Clare’s was probably the biggest transformation. After the shock of the opening-day defeat in Belfast, they threw away a big lead against Wexford and appeared to be stranded in the doldrums.

Three wins on the bounce didn’t catch Kilkenny at the top of Division 1B but showed a side coming into form.

Tony Kelly’s return from injury to record a 20-point haul in Parnell Park was complemented by some goal-scoring against Kilkenny. Although David McInerney was one of the players to pick up injury, 31 minutes into a promising comeback, manager Brian Lohan has recast his half-back line and the team has a solid look at the back and is lively up front.

Their first round against Waterford suddenly looks more of toss-up than it did when the draw was made and certainly after the first couple of league fixtures.

Liam Cahill’s team are another to have rewritten their prospects. On the first weekend they were well beaten by Cork in a decent match, which was taken as confirmation of the impact of Tadhg de Búrca’s loss.

Gaining altitude

By the end of the schedule, Cahill was talking positively about having used 35 players – by coincidence, opponents Clare have given chances to same number – and although at the time of writing there has been no feedback about the injuries to Shane Fives, Austin Gleeson and Conor Prunty, chances are that one of them will be missing.

It makes the deepening of the panel all the more important. It was clear on Sunday that the replacements were all adept at the flying-squad, running game that overwhelmed Tipperary in the second half. Dessie Hutchinson is still gaining altitude and Shane Bennett’s return to the county has added something to the forwards this year as some sort of counterbalance to de Búrca’s loss.

Liam Sheedy explained Tipp’s lethargy as the outcome of their training block scheduling but the lack of pace has to be a concern on the very fast track of the present pitches.

They are trialling a more secure tactical arrangement, dropping back one of the half-backs and a centre-fielder to cover – presumably to try and thwart Limerick if they come across them this championship but they’ve a lot of ground to cover to bridge the sort of gap that has separated them from their rivals in the past two championship meetings.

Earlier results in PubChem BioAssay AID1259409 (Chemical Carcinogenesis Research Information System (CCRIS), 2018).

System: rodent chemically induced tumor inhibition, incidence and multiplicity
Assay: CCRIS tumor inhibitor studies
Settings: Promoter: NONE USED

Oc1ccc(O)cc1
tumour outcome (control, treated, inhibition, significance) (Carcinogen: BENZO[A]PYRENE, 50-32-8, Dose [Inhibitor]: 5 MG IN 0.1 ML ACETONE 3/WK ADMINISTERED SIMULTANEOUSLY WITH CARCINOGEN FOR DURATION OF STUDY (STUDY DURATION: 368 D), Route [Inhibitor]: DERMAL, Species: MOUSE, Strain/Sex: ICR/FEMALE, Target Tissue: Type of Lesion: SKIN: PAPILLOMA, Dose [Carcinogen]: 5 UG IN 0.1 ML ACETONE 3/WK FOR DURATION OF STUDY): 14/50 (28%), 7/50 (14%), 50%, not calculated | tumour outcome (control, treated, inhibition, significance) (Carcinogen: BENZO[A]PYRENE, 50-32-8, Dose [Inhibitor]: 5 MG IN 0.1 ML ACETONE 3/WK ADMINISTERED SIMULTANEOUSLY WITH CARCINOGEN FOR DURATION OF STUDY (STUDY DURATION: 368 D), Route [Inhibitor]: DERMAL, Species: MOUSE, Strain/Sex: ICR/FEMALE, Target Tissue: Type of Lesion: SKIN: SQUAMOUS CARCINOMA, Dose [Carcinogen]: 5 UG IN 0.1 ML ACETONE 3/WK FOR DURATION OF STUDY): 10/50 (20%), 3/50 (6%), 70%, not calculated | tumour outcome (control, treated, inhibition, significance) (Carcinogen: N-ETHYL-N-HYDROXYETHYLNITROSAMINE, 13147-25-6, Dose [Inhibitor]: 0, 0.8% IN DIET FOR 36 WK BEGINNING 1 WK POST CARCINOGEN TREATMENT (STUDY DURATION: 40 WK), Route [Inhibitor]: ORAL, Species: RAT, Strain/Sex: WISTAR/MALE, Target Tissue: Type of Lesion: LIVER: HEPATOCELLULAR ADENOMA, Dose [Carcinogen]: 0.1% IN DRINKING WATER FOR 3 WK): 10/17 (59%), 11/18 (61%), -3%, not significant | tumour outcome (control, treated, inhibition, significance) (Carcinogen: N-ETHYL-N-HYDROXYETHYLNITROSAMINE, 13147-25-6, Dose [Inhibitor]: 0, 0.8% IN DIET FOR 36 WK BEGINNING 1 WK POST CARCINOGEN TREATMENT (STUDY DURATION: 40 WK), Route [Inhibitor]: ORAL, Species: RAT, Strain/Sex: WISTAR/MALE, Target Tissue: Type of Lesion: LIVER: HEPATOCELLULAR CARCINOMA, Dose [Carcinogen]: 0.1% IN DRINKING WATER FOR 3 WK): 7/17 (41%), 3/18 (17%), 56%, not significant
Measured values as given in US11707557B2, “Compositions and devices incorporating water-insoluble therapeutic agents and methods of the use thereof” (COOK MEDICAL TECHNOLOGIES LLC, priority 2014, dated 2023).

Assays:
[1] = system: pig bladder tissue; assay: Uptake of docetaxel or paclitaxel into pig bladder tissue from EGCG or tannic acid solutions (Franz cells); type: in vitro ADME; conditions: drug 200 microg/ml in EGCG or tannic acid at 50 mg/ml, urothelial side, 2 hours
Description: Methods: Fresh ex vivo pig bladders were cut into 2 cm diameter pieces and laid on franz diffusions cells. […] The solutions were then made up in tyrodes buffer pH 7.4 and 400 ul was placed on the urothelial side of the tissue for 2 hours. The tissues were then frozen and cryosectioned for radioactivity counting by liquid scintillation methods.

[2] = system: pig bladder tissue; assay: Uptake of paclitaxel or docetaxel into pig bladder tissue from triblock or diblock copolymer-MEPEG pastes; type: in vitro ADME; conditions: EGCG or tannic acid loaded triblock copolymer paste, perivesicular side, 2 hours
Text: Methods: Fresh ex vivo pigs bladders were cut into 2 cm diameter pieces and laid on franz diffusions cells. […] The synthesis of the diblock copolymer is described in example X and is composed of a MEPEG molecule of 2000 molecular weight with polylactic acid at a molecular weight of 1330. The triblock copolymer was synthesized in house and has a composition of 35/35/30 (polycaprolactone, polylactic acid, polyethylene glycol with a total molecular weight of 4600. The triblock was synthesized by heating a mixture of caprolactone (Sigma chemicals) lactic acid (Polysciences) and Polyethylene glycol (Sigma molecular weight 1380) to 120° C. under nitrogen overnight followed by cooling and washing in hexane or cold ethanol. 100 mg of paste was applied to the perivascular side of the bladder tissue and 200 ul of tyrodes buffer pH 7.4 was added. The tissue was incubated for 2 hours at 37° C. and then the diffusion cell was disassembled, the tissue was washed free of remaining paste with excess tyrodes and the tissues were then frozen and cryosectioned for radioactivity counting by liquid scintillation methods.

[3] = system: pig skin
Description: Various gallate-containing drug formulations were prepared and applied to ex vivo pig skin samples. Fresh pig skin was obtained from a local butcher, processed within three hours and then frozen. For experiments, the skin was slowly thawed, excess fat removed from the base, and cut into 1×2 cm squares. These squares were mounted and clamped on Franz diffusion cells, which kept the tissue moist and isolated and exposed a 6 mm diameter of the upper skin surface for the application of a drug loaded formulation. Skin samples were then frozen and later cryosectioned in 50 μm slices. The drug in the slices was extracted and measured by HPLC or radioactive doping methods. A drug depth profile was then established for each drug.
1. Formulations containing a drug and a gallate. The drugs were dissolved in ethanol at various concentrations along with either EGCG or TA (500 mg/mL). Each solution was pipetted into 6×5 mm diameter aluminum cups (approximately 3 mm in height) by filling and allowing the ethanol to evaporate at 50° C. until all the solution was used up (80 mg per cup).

On their day they can beat nearly anyone else but will have their hands full when they enter Munster cold to take on the winners of Clare-Waterford.

Cork had started well when they went unbeaten against Waterford and Tipperary but some of the restructuring was called into question by the final two defeats. There was no desire to show their hand against Limerick but Galway also disposed of them easily enough once they tightened things in the second half.

As former Galway manager Micheál Donoghue said on the weekend’s Sunday Game, they can’t afford to be giving half forward lines the sort of space that Limerick and Galway were afforded in the past two weeks.

Kieran Kingston is clearly keeping something up his sleeve but it’s going to need to be exceptionally surprising – and potent.

Anyway, as Liam Cahill said on Sunday: “The ball is starting to fly. It’s summer hurling again – it’s great to have it back.”

smoran@irishtimes.com